The two have an excellent understanding of their roles and how the two guitars work together. Mike Fraser, who has engineered the last few AC/DC albums, says his philosophy on getting the big AC/DC guitar sound is simple. There is no massive layering of guitars; the two guitars given there own space in the mix creates the wall of sound. Often, the guitars will play in unison, one panned left and the other panned right but there are times when they will each perform different roles.

It is important when the two guitars are playing the same thing that having two guitars makes a difference to the output and the dynamics, which is why often a riff will start with just one guitar and the other will join in later. This enables the listener to really hear and appreciate the power of the two guitars.

Sometimes, though, the two guitars are playing different parts. Angus will play a distinctive riff higher up the neck and Malcolm will play the chords in open position at the bottom of the neck. This occurs in many AC/DC songs and is one of their trademark ideas.



AC/DC have had two lead vocalists in their recording career: Bon Scott, who was lead vocalist from the first album until he died in 1980, and Brian Johnson, who has been the lead vocalist since their biggest selling album, Back in Black, was released the same year. (Prior to that, there was also Dave Evans, who cut an early single with the band.)

Though the two are very distinctive, they do share certain similarities. The main similarity is that they both sing in a high register without singing falsetto. This helps to add energy to the track and give that feeling that this is high octane and ready to blow.

In the verses, the lead vocal often answers the question asked by the guitar chords. The guitars will play a chord sequence or riff and then leave space for the vocalist to deliver his line. This is a technique that runs through a lot of rock and blues music. Great rock and roll tracks like ‘Jailhouse Rock’, ‘Great Balls of Fire’, great blues tracks like John Lee Hooker’s ‘Boom, Boom’ or Fleetwood Mac’s ‘Oh Well’ to Led Zeppelin’s ‘Black Dog’ all use this trick. ‘Whole Lotta Rosie’ is a classic example of AC/DC using this technique but it is found in abundance throughout their career.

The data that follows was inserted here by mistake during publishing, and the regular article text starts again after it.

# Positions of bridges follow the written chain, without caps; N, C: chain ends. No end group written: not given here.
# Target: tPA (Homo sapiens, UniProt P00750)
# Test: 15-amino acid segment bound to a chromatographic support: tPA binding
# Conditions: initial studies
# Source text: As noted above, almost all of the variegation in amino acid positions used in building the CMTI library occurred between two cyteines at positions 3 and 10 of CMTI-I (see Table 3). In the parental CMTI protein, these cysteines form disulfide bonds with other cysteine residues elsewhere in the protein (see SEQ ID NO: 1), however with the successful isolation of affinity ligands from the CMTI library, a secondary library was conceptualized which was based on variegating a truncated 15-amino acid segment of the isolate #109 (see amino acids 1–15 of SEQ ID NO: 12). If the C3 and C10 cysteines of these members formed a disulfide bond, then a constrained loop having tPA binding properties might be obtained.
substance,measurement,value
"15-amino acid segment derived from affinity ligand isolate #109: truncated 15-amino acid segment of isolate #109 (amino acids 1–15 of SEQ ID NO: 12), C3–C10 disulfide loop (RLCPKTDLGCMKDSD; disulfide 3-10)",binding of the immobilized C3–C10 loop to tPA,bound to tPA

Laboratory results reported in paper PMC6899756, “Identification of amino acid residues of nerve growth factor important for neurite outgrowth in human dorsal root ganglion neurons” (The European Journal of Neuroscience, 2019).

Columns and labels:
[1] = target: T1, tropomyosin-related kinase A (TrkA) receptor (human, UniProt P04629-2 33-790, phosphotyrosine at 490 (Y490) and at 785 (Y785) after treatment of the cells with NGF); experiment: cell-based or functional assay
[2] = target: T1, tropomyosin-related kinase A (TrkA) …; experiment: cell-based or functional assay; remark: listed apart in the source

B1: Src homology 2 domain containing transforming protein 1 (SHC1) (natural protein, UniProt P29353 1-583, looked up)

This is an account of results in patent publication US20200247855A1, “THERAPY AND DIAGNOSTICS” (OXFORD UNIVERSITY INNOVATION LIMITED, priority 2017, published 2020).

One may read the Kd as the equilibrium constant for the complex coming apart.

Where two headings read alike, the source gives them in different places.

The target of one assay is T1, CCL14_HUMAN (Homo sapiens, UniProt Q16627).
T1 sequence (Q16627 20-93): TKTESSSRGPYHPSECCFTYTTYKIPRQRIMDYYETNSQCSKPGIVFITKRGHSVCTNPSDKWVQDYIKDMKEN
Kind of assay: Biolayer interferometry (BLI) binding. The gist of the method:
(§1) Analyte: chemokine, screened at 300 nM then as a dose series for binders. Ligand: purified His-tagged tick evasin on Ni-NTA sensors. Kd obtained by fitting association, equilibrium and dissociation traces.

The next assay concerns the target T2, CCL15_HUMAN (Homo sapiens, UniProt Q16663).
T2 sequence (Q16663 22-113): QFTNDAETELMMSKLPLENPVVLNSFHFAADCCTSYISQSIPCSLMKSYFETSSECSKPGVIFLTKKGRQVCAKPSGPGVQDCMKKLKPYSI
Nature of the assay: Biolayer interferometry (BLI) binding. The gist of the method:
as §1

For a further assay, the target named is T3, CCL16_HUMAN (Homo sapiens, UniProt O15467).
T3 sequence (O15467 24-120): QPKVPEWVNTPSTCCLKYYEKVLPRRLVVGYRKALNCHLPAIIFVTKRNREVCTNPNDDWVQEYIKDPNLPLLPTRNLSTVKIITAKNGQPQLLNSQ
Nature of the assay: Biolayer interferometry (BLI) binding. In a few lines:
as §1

Backing vocals


There perhaps isn’t much to say about backing vocals in AC/DC songs but they do provide an improtant role and are one of the key elements that make the band attractive to the audience that they have. The backing vocals are provided by Cliff Williams and Malcolm Young. Live on stage you will see the pair stood at the back either side of the drummer whilst Angus and Brian soak up all the glory up front. The rhythm pair will stand with their heads down, hair covering their faces, shaking one leg throughout the verses and bridges. Then, as the chorus is about to begin, they will walk forward to the microphones and sing the backing vocals.

There are no fancy harmonies, no complex counterpoint. The backing vocals will belt out the chorus like two blokes singing along in a pub. And that is exactly what a chorus should be. The idea of a chorus is that it is the bit that everyone sings along to. The word ‘chorus’ implies multiple voices so the AC/DC way is to make a chorus simple, sing-along and make it sound like anyone could sing with a few mates down the pub. What could be more appealing to a rock music fan?



So that is how the instruments work in an AC/DC song but how do we put it all together? Again, it would be very much an exaggeration to say that all AC/DC songs follow the same pattern but there are certain structures that occur again and again and they are not unique to AC/DC.

In Bill Drummond and Jimmy Cauty’s book ‘The Manual: How to Have a Number One the Easy Way’ ( ), they describe the structure needed to have a number one hit single in the UK. They suggest that you should start with the introduction, move on to the verse, then a chorus, another verse, chorus, then some kind of middle 8 and a breakdown before going back into choruses to finish. They say that a proper songwriter could put in a bridge or pre-chorus before each chorus but that should only be handled by skilled songwriters.

AC/DC tend to follow this model, as do many, many songwriters. Often the verse and the chorus will be in the root key but there will be a shift for the pre-chorus which helps give the chorus more impact when it comes in. The pre-chorus may move to chord IV or V. One trick that has been used on many songs is to play the same chord riff in the verse as in the chorus but keep the verses really tight, stabbing the chords in a staccato fashion and leaving spaces, then explode with those same chords in the chorus.